D. v. Chilton County Board of Education et al

Filing 34

MEMORANDUM OPINION AND ORDER: The Plaintiff having failed to establish a violation of federal law, for the reasons discussed, the 27 Motion for Summary Judgment is GRANTED as to the federal claims, and the court declines to exercise supplemental jurisdiction over the state law claims, dismissing them without prejudice. A separate Judgment will be entered in accordance with this Memorandum Opinion and Order. Signed by Honorable W. Harold Albritton, III on 4/6/2010. (dmn)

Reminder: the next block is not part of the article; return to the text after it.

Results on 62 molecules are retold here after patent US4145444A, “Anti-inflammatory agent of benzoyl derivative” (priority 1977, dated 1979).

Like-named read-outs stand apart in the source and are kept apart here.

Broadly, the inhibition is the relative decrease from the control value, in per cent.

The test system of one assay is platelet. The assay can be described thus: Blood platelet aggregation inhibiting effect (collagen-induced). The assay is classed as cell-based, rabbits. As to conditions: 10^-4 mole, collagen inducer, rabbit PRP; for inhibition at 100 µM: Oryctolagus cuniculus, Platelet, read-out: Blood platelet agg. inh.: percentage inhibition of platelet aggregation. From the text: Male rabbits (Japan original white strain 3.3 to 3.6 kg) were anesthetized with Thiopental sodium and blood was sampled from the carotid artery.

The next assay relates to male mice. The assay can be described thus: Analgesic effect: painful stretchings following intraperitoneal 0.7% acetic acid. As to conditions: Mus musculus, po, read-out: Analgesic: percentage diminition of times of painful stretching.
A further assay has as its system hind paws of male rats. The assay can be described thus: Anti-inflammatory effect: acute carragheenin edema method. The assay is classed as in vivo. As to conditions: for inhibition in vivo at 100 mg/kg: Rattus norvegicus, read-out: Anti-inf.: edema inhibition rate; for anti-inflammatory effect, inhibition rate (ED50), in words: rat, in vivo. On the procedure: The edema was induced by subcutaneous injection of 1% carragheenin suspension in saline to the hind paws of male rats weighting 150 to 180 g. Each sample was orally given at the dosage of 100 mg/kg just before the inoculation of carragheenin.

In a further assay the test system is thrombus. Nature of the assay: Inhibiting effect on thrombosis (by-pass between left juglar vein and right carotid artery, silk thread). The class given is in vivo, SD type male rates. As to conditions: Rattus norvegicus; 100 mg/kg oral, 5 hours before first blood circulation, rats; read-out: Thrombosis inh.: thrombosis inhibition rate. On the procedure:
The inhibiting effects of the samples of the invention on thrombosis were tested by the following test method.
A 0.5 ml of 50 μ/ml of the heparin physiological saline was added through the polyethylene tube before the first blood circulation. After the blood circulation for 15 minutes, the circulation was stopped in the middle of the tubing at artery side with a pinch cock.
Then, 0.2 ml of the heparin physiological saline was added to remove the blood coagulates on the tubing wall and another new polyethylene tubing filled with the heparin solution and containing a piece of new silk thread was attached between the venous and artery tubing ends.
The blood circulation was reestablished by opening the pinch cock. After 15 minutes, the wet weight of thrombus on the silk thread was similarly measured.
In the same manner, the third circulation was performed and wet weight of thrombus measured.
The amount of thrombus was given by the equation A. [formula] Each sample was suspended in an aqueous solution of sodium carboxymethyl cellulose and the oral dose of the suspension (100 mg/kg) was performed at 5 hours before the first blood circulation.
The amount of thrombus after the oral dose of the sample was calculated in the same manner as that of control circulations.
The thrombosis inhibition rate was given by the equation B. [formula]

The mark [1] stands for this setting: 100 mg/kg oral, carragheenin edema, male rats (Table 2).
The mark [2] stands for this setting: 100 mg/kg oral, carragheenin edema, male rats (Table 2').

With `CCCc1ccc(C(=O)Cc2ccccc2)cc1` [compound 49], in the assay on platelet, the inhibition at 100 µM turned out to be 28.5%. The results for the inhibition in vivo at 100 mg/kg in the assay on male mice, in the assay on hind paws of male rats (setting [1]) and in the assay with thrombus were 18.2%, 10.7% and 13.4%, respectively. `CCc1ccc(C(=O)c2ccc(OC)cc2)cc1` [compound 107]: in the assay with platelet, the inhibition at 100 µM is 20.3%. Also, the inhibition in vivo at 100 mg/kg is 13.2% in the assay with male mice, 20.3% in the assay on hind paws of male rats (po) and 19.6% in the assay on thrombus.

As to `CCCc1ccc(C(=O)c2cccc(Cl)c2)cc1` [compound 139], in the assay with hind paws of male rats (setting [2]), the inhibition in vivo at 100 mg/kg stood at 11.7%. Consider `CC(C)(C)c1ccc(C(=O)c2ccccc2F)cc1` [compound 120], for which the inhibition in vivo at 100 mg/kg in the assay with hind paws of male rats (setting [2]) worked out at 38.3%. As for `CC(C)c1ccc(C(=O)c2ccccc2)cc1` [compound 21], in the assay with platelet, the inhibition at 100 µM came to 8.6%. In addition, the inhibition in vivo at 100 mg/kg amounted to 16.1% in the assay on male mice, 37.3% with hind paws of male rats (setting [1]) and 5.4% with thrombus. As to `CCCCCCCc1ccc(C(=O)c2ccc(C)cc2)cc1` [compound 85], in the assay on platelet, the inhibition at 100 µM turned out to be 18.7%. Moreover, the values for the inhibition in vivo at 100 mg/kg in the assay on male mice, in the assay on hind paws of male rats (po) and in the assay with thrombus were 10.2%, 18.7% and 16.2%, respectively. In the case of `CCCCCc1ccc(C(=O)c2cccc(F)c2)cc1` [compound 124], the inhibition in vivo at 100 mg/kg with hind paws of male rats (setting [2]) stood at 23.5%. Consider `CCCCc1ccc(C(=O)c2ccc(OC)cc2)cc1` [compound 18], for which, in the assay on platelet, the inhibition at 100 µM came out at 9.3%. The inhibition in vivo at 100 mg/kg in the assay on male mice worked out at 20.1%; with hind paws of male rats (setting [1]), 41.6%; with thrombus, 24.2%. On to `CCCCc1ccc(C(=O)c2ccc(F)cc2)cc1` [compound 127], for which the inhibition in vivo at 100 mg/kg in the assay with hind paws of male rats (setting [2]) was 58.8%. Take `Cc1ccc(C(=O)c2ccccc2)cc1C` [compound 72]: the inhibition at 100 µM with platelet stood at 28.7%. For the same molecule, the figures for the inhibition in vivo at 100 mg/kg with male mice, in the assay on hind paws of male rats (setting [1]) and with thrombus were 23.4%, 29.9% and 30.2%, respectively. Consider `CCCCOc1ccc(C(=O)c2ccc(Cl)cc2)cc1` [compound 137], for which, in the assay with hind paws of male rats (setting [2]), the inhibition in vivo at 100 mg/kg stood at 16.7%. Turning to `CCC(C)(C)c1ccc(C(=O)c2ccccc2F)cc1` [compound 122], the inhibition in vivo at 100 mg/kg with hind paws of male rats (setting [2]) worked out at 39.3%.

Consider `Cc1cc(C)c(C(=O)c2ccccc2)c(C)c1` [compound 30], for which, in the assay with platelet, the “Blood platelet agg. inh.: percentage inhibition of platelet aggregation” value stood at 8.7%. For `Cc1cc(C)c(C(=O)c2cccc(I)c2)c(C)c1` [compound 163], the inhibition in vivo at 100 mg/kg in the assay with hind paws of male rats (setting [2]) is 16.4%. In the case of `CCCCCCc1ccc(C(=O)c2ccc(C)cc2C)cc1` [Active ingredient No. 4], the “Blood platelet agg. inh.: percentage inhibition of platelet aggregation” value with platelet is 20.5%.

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IN THE UNITED STATES DISTRICT COURT FOR THE MIDDLE DISTRICT OF ALABAMA NORTHERN DIVISION D.D., by and through his next friend CATHY DAVIS, Plaintiff, v. CHILTON COUNTY BOARD OF EDUCATION, et al., Defendants. ) ) ) ) ) ) ) ) ) ) ) Civil Action No. 2:09cv691-WHA (WO) MEMORANDUM OPINION AND ORDER I. INTRODUCTION This case is before the court on a Motion for Summary Judgment filed by the Defendants Chilton County Board of Education, Keith Moore, Benita Cahalane, and Heather Alford (Doc. #27). The Plaintiff, D.D., by and through his next friend Cathy Davis,1 brings claims against the Defendants pursuant to 42 U.S.C. 1983, for violation of his procedural due process and substantive due process right to liberty under the Fourteenth Amendment to the Constitution of the United States (Count I), his procedural due process and substantive due process right to bodily integrity under the Fourteenth Amendment (Count II), a claim for denial of his right to a free and appropriate education under the Individuals with Disabilities in Education Act ("IDEA") (Count III), and state law claims for assault and battery (Count IV) and outrageous The court notes that D.D.'s next friend is referred to as "Cathi" Davis in the briefs and supporting evidence. The name is spelled "Cathy" in the caption and body of the Complaint, however, and the court adopts the spelling used in the Complaint. 1 conduct (Count V). The Defendants filed a Motion to Dismiss which the court granted in part and denied in part, allowing the case to proceed on the Fourteenth Amendment claims in Counts I and II against all Defendants, the IDEA claim in Count III against the Chilton County Board of Education, and the assault and battery claim in Count IV and the outrageous conduct claim in Count V against the individual Defendants. See Doc. #19. The Defendants have moved for summary judgment as to all the claims remaining after the court's order on the motion to dismiss, or alternatively, for summary judgment on the federal claims and dismissal of the state law claims for lack of jurisdiction. For the reasons to be discussed, the Motion for Summary Judgment is due to be GRANTED as to the federal claims, and the state law claims dismissed without prejudice. II. SUMMARY JUDGMENT STANDARD Under Rule 56(c) of the Federal Rules of Civil Procedure, summary judgment is proper "if the pleadings, depositions, answers to interrogatories, and admissions on file, together with the affidavits, if any, show that there is no genuine issue as to any material fact and that the moving party is entitled to a judgment as a matter of law." Celotex Corp. v. Catrett, 477 U.S. 317, 322 (1986). The party asking for summary judgment "always bears the initial responsibility of informing the district court of the basis for its motion, and identifying those portions of the 'pleadings, depositions, answers to interrogatories, and admissions on file, together with the affidavits, if any,' which it believes demonstrate the absence of a genuine issue of material fact." Id. at 323. The movant can meet this burden by presenting evidence showing there is no dispute 2 of material fact, or by showing, or pointing out to, the district court that the nonmoving party has failed to present evidence in support of some element of its case on which it bears the ultimate burden of proof. Id. at 322-324. Once the moving party has met its burden, Rule 56(e) "requires the nonmoving party to go beyond the pleadings and by [its] own affidavits, or by the 'depositions, answers to interrogatories, and admissions on file,' designate 'specific facts showing that there is a genuine issue for trial.'" Id. at 324. To avoid summary judgment, the nonmoving party "must do more than show that there is some metaphysical doubt as to the material facts." Matsushita Elec. Indus. Co. v. Zenith Radio Corp., 475 U.S. 574, 586 (1986). On the other hand, the evidence of the nonmovant must be believed and all justifiable inferences must be drawn in its favor. See Anderson v. Liberty Lobby, 477 U.S. 242, 255 (1986). After the nonmoving party has responded to the motion for summary judgment, the court must grant summary judgment if there is no genuine issue of material fact and the moving party is entitled to judgment as a matter of law. Fed. R. Civ. P. 56(c). III. FACTS The facts taken in a light most favorable to, and with all reasonable inferences drawn in favor of, the non-movant are as follows: During the 2008-09 school year, D.D. was a four-year-old enrolled at Clanton Elementary School, operated by Chilton County Board of Education. D.D. was receiving educational services pursuant to an Individualized Education Program ("IEP") based on his diagnoses of Pervasive Development Disorder, Attention Deficit/Hyperactivity Disorder, Impulse Control Disorder, and Mood Disorder. Benita Cahalane Aff. at page 2. Defendant 3 Heather Alford ("Alford"), D.D.'s teacher during the relevant time period, states in an affidavit that D.D. hit and kicked her, her teacher's aide, and his classmates during the fall of 2008. Alford Aff. at page 2. Alford states that she tried to help D.D. to end these behaviors by offering him choices and positive reinforcement. Id. Alford states that D.D. needed space to calm down and that he liked to sit in the toddler chair in her classroom when he was upset. Id. The chair at issue is a toddler chair made by the Rifton company which Alford had in her classroom. Benita Cahalane Dep. at page 17: 10-21. The chair is referred to as both the toddler chair and the Rifton chair in this case. It has various uses, which are generally therapeutic. Id. at page 27:10-3. On November 5, 2008, D.D. was being very disruptive in class, and kicked several students and teachers, including Alford. Alford Dep. at pages 87-88 . Alford removed D.D.'s shoes because he had hurt her shins by kicking her. Alford Aff. at page 3. Alford knew that Davis would be checking D.D. out of school at 1:40 p.m. that day. Alford Dep. at page 87: 8-9. At the students' nap time at 1:30, Alford asked D.D. to take a nap and he kicked and hit her and the teacher's aid. Id. at page 110: 12-112: 6. Alford gave D.D. the option of reading a book, but he refused. Id. at page 121: 5-7. Alford then either offered him the option of sitting in a chair, or asked him to sit in the toddler/Rifton chair, and D.D. sat in the chair. Alford did not force him to sit in the Rifton chair. Alford's testimony is that D.D. enjoyed sitting in the Rifton chair and had chosen to sit in it on previous occasions. Id. at page 124: 19. Upon sitting in the Rifton chair on November 5, D.D. did calm down, but still called Alford, her teacher's aid, and some children stupid and told them to shut up. Id. at page 252: 2-7. Even though he would soon be leaving, Alford wanted to calm him because he could still have hit more children before he left. Id. at page 186: 10-3. Alford attached the Rifton chair's Velcro lap belt around D.D. so that he 4 would not fall, and moved him into the hallway.2 Id. at page 99: 13, 250:13-6. She placed him facing the wall and sat beside him at arm's length from him in the hall to wait for his mother. Id. at page 233: 13-17. She faced him toward the wall to help calm him and to limit distractions that would upset him. Id. at page 259: 3-7. Alford stepped into the classroom to get D.D.'s book bag. Id. at page 252: 22- 253: 5. D.D. was in the chair for a total time of less than ten minutes. Alford Aff. at page 3. When Davis arrived, Alford undid the strap and returned D.D.'s shoes, and D.D. began trying to hit and kick Alford. Alford Dep. at page 158: 17-23.3 Cathy Davis ("Davis"), D.D.'s mother, states in her affidavit that when she arrived at Alford's classroom on November 5, she observed D.D. strapped at the waist and feet to a chair in the hallway with the classroom door closed, crying and alone. The Plaintiff's version, therefore, which the court accepts for the purposes of this motion, is that the Rifton chair had both a waist and foot straps, and that Alford used both the waist and foot restraints on the day in question. Davis states that when she reached D.D., Alford came out of the classroom and began to unstrap D.D. from the chair. Davis states that the chair was not on rollers or a platform. Davis had requested a behavioral plan as part of his IEP, but no plan was developed or implemented until after the chair incident at issue. Davis states that she was not notified on November 5, 2008 that D.D. was being strapped into a chair, nor had she been told that the use Alford states that she rolled the chair into the hall on a low dolly. Davis disputes that the chair was on a dolly or rollers when she came to pick D.D. up. Either way, Davis does not present evidence to dispute Alford's version of events that she moved the chair containing D.D. from the classroom to the hall. In her deposition, Davis states that she never saw D.D. kick or hit Alford, but does not testify about whether he tried to do so when he was released from the restraints on the chair on November 5. Davis Dep. at page 101: 13-22. 5 3 2 of a Rifton Chair had been authorized as a consequence for inappropriate behavior. After seeing D.D. in the chair, Davis contacted Defendant Keith Moore, the Superintendent of the Chilton County Board of Education, and said that she wanted D.D. removed from Clanton Elementary School. Moore and Defendant Benita Cahalane, the Chilton County Special Education Coordinator, worked on the transfer, but then Davis requested that D.D. not be transferred to a different school, but only to a different teacher. D.D. was assigned to a different pre-school teacher. Alford was never disciplined a result of the incident in question and a determination was made that she followed all policies, procedures, and practices of the Chilton County Board of Education. Davis filed a due process complaint with the Alabama Department of Education. A resolution meeting was held to discuss her complaint.4 Davis and D.D. later moved out of state. IV. DISCUSSION The Defendants have moved for summary judgment on all of the Plaintiff's claims remaining after the court's ruling on the Motion to Dismiss. The court addresses first the federal claims, and then the state law claims. Federal Claims A. Fourteenth Amendment 1. Substantive Due Process No challenge has been brought as to anything which occurred as a result of the administrative proceedings. 6 4 The substantive due process doctrine is designed to "protect[ ] those rights that are fundamental-rights that are implicit in the concept of ordered liberty." Skinner v. City of Miami, 62 F.3d 344, 347 (11th Cir. 1995). "Courts have been notably reluctant to expand substantive due process doctrine to encompass state torts." Dacosta v. Nwachukwa, 304 F.3d 1045, 1048 (11th Cir. 2002). Officials acting under the color of state law violate substantive due process when their conduct is arbitrary, or conscience shocking, in a constitutional sense. Peterson v. Baker, 504 F.3d 1331, 1337 (11th Cir. 2007). To rise to the conscience-shocking level, conduct must be "intended to injure in some way unjustifiable by any government interest [.]" Davis v. Carter, 555 F.3d 979, 982 (11th Cir. 2009) (quoting County of Sacramento v. Lewis, 523 U.S. 833, 849 (1998)). The Defendants contend that the actions of Alford at issue in this case do not rise to a constitutional level. The Defendants argue that D.D. sitting in a toddler chair with a seat belt on and, assuming the Plaintiff's version of events, foot restraints, did not shock the conscience. The Defendants argue that it was objectively reasonably to restrain D.D. for his own safety, and to secure his feet while Alford was sitting in the hall with him because D.D. had kicked her previously during the day. The Defendants further point out that no physical injury was sustained by D.D . The Plaintiff responds that the Defendants have taken the position that he was not restrained for punishment purposes, and that the foot restraints were not necessary for safety. The Plaintiff argues, therefore, that his being restrained at the waist and feet, without shoes, and unsupervised in the hallway is arbitrary and conscience-shocking.5 The Plaintiff relies at least At some points in the Plaintiff's brief, the argument is made that the Rifton chair was used on various occasions. There is no evidence of use of restraints in the chair other than the 7 5 in part on Jefferson v. Ysleta Independent School District, 817 F.2d 303 (5th Cir. 1987). In Jefferson, the Fifth Circuit concluded that tying a second-grade student to a chair for an entire school day and for a substantial portion of a second day with no suggested justification other than an instructional technique was constitutionally impermissible. Clearly, this case is distinguishable from Jefferson. The length of time during which D.D. was restrained, approximately ten minutes, was much shorter than nearly two school days, and the restraint was for purposes other than an instructional technique. The analysis by the Eleventh Circuit in Peterson is instructive in this case. In Peterson, an eighth-grade student attempted to leave the classroom contrary to the teacher's instructions and the teacher barred the door with her arm. The student then made physical contact with the teacher in some manner, and the teacher choked the student, leaving some marks but no lasting injury. The student brought a claim for substantive due process denial of bodily integrity. On appeal, the student argued that there was a genuine issue of fact as to whether the teacher acted in self-defense or administered corporal punishment. The Eleventh Circuit reasoned that as either self-defense or corporal punishment, the teacher's conduct was constitutionally permissible. Peterson, 504 F.3d at 1336. The court reasoned that justification for some corporal punishment was considerable, and the bodily injury was not serious. Id. The court also explained that there is both an objective and subjective component to substantive due process analysis, but that if the force is not excessive as a matter of law, and was a reasonable response to the student's misconduct, then the subjective intent of the school official is unimportant. Id. at 1337 n.5. The court explained that to reach the constitutional standard, a plaintiff must show date at issue, however. 8 that the school official intentionally used an amount of force that was obviously excessive and that the force presented a reasonably foreseeable risk of serious bodily injury. Id. at 1337. Excessiveness of force is analyzed considering the totality of the circumstances, including the need for the force, the relationship between the need and the amount administered, and the extent of injury inflicted. See id. Under an objective standard, under a totality of the circumstances, the court concluded that the use of force by the teacher in Peterson in choking the student who had used force against her was not obviously excessive. Id. In this case, Alford has explained that she was attempting to calm D.D. so that he would not continue his disruptive behavior, including kicking, and that she used restraints for safety. The Second Circuit, expounding on Supreme Court precedent, has identified as legitimate government ends in the school context student discipline, classroom control, or self-defense. See Johnson v. Newburgh Enlarged School Dist., 239 F.3d 246 (2d Cir. 2001); see also Peterson, 504 F.3d at 1336 (stating, "To us, it is unimportant whether the teacher either acted in selfdefense or imposed corporal punishment . . .). Therefore, this court will apply the factors applicable in the corporal punishment context to this case, where the state interest was in classroom control and safety. See e.g., G.C. v. School Bd. of Seminole Co., 639 F. Supp. 2d 1295, 1305 & n. 15 (M.D. Fla. 2009) (applying corporal punishment factors even though restraints were arguably for safety). The facts in this case fall well short of facts found to constitute a substantive due process violation of excessive corporal punishment. For instance, in Kirkland ex rel. Jones v. Green Co. Bd., 347 F.3d 903, 904 (11th Cir. 2003), the court found a constitutional violation where a principal struck a student in the head, ribs, and back with a metal cane, leaving a knot on his 9 head, and causing migraines. In Neal v. Fulton Co. Bd. of Educ., 229 F.3d 1069, 1075 (11th Cir. 2000), a high school coach's conduct rose to the level of a constitutional violation, where the coach intentionally struck a student with a metal weight lock, knocking the student's eye out of its socket, as a form of punishment for his involvement in a fight with another student. See also H.H. v. Moffett, 335 Fed. Appx. 306, 314 (4th Cir. 2009) (holding that restraint of a disabled child for hours while the teacher verbally abused her was a use of restraint so inspired by malice that it amounts to a brutal and inhumane abuse of official power). Applying an objective standard to the facts that D.D. was a young child who was receiving special education services, was restrained at both the waist and the feet, was shoeless, and was left alone in the hallway while restrained for a few minutes, and considering the totality of the circumstances including that D.D. had previously been disruptive, had engaged in kicking behaviors, that D.D. had accepted the option to sit in the Rifton chair, and that he did not sustain any physical injury as a result of the restraint, the court concludes that Alford's actions were not excessive as a matter of law and were a reasonable response to D.D.'s behavior.6 Therefore, the court concludes that the facts, viewed in a light most favorable to the non-movant, did not shock the conscience in a constitutional sense. See e.g., G.C. v. School Bd. of Seminole Co., 639 F. Supp. 2d at1305 (concluding that teacher's limited use of physical restraint of an autistic student for safety purposes which did not result in injury did not shock the conscience). Summary judgment is, therefore, due to be GRANTED as to the substantive due process claims in Counts I Even if the corporal punishment factors are not applicable in the context of the legitimate state interests of classroom control and self-defense, Alford's actions fall within the range of teacher conduct that is not conscience-shocking. See Peterson, 504 F.3d at 1336 n.4 (citing Lillard v. Shelby Co. Bd. of Educ., 76 F.3d 716, 725-26 (6th Cir. 1996) for the proposition that a single slap without justification does not shock the conscience). 10 6 and II of the Complaint against Alford.7 The Plaintiff's substantive due process claims against Cahalane, Moore, and the Board all arise from Alford's actions, not from their own independent actions. No substantive due process violation having been established on the part of Alford, there can be no liability on the part of the other individual Defendants or the Board for a violation of substantive due process, regardless of what policy or custom may have been in place. See Collins v. City of Harker Heights, 503 U.S. 115, 123-24 (1992). Summary judgment is, therefore, due to be GRANTED as to all Defendants on the substantive due process claims for deprivation of liberty and bodily integrity in Counts I and II of the Complaint. 2. Procedural due process The Plaintiff also claims in Counts I and II of the Complaint that D.D. has a procedural due process right which was violated by the Defendants' actions. It is, however, unclear from the Complaint what the Plaintiff's theory is in support of these claims. In response to the Motion for Summary Judgment, the Plaintiff states that he had a right to notice and a hearing before his liberty and bodily integrity were deprived, pointing to the Clanton Elementary School Parent/Student Handbook which states that parents will be called to the school if a serious behavior issue occurs, and that there is a progression of disciplinary consequences for inappropriate behavior. The Plaintiff also argues that there is no form for notifying parents that a Rifton chair would be used as a disciplinary consequence. The court has been provided Even if there were a question of fact which precluded summary judgment on the issue of the constitutional violation alleged, Alford and the individual Defendants would be entitled to qualified immunity, having not been given fair warning that use of a Rifton chair with restraints for a brief period of time which did not result in any injury is a violation of substantive due process. See Hope v. Pelzer, 536 U.S. 730, 741 (2002). 11 7 evidence that subsequent to the incident in question, a letter was sent to parents regarding the use of the Rifton chair. The Plaintiff, therefore, appears to be arguing both that Board policy was not followed, and that there was no Board policy providing for notice and a hearing. As to the former contention, "the violation of a state statute mandating procedure is not the equivalent of a federal Constitutional violation." First Assembly of God of Naples, Florida, Inc. v. Collier County, Fla. 20 F.3d 419, 422 (11th Cir. 1994). Furthermore, when a deprivation occurs because of unauthorized acts of state employees, and not because of an official state procedure, "it is nearly impossible for the state to foresee such an event in order to provide a meaningful pre-deprivation hearing." Hellenic Amer. Neighborhood Action Comm. v. City of New York, 101 F.3d 877, 880 (2d Cir.1996). Even accepting that there is at least a question of fact in this case as to whether Alford acted outside of established law, the Plaintiff would need to demonstrate that any post-deprivation remedy for Alford's actions was inadequate, which the Plaintiff has not done.8 See McKinney v. Pate, 20 F.3d 1550, 1557 (11th Cir. 1994) (stating, "only when the state refuses to provide a process sufficient to remedy the procedural deprivation does a constitutional violation actionable under section 1983 arise."). Therefore, summary judgment is due to be GRANTED on the theory that D.D. was not provided procedural process because Alford failed to follow Board policy. As to the other procedural due process theory arguably advanced by the Plaintiff, another judge of this court has previously determined that no procedural due process right attaches to the use of corporal punishment in Alabama schools, relying on Ingraham v. Wright, 430 U.S. 651 (1977). See Hale v. Pringle, 562 F. Supp. 598 (M.D. Ala. 1983) (Thompson, J.). In Ingraham, The Plaintiff apparently does not dispute, having failed to respond to the Defendants' contention, that administrative IDEA remedies were not exhausted in this case. 12 8 the Court concluded that although corporal punishment in public schools implicates a liberty interest, traditional common-law remedies protect against unjustified corporal punishment, so that the Due Process Clause does not require a notice or hearing in Florida public schools. Id. at 682. In Hale, the court applied Ingraham and concluded that the Due Process Clause does not require notice or a hearing prior to the imposition of corporal punishment in Alabama public schools. Hale, 562 F. Supp. at 601; see also Gaither v. Barron, 924 F. Supp. 134, 136 n.3 (M.D. Ala. 1996). This court recognizes that the Defendants in this case do not argue that they restrained D.D. as corporal punishment. The cases discussed above, however, persuasively establish that although a right to bodily integrity exists for students, competing state interests, and state policies against abusive corporal punishment, mean that procedural due process rights do not attach in every instance, even when a child is restrained, and pain is inflicted for punishment. See Ingraham, 430 U.S. at 674. Consistent with this analysis, the Fifth Circuit has explained that procedural due process rights are "circumscribed by the need for effective and often immediate action by school officials to maintain order and discipline," so that de minimus deprivations of liberty do not implicate procedural due process requirements. Hassan v. Lubbock Indep. Sch. Dist., 55 F.3d 1075, 108081 (5th Cir. 1995) (citing Dunn v. Tyler Indep. Sch. Dist., 460 F.2d 137, 144 (5th Cir.1972)).9 In Hassan, a sixth grade student touring a juvenile detention center as part of a school field trip was detained in the center's holding room for 50 minutes for being disruptive. The court In Bonner v. City of Prichard, 661 F.2d 1206, 1209 (11th Cir.1981) (en banc), the Eleventh Circuit adopted as binding precedent all decisions of the former Fifth Circuit handed down prior to October 1, 1981. 13 9 concluded that this de minimus deprivation of liberty did not implicate procedural due process guarantees. Id. at 1081. This court is persuaded to apply this reasoning by the Fifth Circuit, which is consistent with Eleventh Circuit, and Supreme Court, precedent. Alford's actions to restrain D.D. are analogous to that in Hassan, as actions taken to maintain order. Alford's actions in restraining D.D. to a chair while she moved him to the hallway, and while waiting for his mother whose arrival she anticipated within ten minutes, even when viewed in a light most favorable to the non-movant, are not a sufficient deprivation of liberty or bodily integrity so as to require advance notice and a hearing. The procedural due process claims alleged against all the Defendants arise from the actions of Alford. Therefore, the Plaintiff having failed to demonstrate a deprivation of federal procedural due process by Alford, summary judgment is due to be GRANTED as to all Defendants on the procedural due process claims in Counts I and II of the Complaint.10 B. IDEA The Defendants have moved for summary judgment on the Plaintiff's IDEA claim on several bases, including that the Plaintiff failed to exhaust administrative remedies, and that the Plaintiff has now moved outside of Chilton County, so that no new IEP is necessary. The Plaintiff's brief in response to the Motion for Summary Judgment does not address these grounds for summary judgment, nor refer to the IDEA claim. Accordingly, summary judgment is due to be GRANTED as to the IDEA claim in Count III of the Complaint. See Johnson v. Bd. of Regents, 263 F.3d 1234, 1264 (11th Cir. 2001) (stating, a party "cannot readily complain about the entry of a summary judgment order that did not consider an argument they chose not to Alternatively, if there was a procedural due process violation, this right was not clearly established and the individual Defendants would be entitled to qualified immunity. 14 10 develop for the district court at the time of the summary judgment motions."). State Law Claims The Plaintiff brings state law claims for outrageous conduct and assault and battery. Although the Defendants have moved for summary judgment on these claims, they have alternatively asked for this court to dismiss the state law claims for lack of jurisdiction. This court has supplemental jurisdiction over the state law claims, so the claims are not due to be dismissed for lack of jurisdiction. See 28 U.S.C. 1367. Having concluded that summary judgment is due to be GRANTED as to all federal claims over which this court has original jurisdiction, however, the court declines to exercise supplemental jurisdiction over the state law claims in Counts IV and V of the Complaint, pursuant to 28 U.S.C. 1367(c)(3). See Mergens v. Dreyfoos, 166 F.3d 1114, 1119 (11th Cir. 1999) (noting that in the Eleventh Circuit courts are encouraged to dismiss state law claims if the federal claims are dismissed prior to trial). The state law claims will, therefore, be dismissed without prejudice, and the court need not address the defenses to those claims asserted in the Motion for Summary Judgment. V. CONCLUSION This case involves a young child whose mother disapproved of the manner in which he was provided educational services by his public school. In evaluating the facts of this case, the court has not decided, or even addressed, whether the teacher's actions were appropriate under state tort law. What the court has decided is that objectively, viewing the totality of the circumstances, the facts of this case, when viewed in a light most favorable to the non-movant, do not shock the conscience in a constitutional sense, and therefore do not establish a deprivation of the substantive due process rights of liberty or bodily integrity. This conclusion 15 is consistent with "the Supreme Court's mandate to remain vigilant in policing the boundaries separating tort law from constitutional law." Nix v. Franklin County School Dist. 311 F.3d 1373, 1379 (11th Cir. 2002). The teacher's actions also did not rise to a level such that procedural due process rights were implicated. The Plaintiff having failed to establish a violation of federal law, for the reasons discussed, the Motion for Summary Judgment is GRANTED as to the federal claims, and the court declines to exercise supplemental jurisdiction over the state law claims, dismissing them without prejudice. A separate Judgment will be entered in accordance with this Memorandum Opinion and Order. Done this 6th day of April, 2010. /s/ W. Harold Albritton W. HAROLD ALBRITTON SENIOR UNITED STATES DISTRICT JUDGE 16